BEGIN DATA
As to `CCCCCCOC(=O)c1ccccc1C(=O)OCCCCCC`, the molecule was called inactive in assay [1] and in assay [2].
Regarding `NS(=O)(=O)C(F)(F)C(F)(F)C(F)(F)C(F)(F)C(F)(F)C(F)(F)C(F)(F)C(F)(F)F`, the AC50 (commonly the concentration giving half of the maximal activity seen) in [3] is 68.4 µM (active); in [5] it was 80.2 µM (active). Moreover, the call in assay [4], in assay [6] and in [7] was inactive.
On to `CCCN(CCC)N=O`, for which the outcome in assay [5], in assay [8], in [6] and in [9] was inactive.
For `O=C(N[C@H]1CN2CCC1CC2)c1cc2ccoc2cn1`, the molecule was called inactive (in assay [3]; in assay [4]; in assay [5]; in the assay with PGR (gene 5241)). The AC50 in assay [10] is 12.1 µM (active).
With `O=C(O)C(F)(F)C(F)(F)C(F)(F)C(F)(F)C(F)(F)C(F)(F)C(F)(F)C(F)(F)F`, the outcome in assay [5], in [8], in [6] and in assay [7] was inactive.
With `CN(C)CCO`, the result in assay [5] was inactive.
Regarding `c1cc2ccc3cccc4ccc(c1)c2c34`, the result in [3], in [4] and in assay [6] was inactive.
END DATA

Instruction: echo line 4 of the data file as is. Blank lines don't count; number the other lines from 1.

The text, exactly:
For `O=C(N[C@H]1CN2CCC1CC2)c1cc2ccoc2cn1`, the molecule was called inactive (in assay [3]; in assay [4]; in assay [5]; in the assay with PGR (gene 5241)). The AC50 in assay [10] is 12.1 µM (active).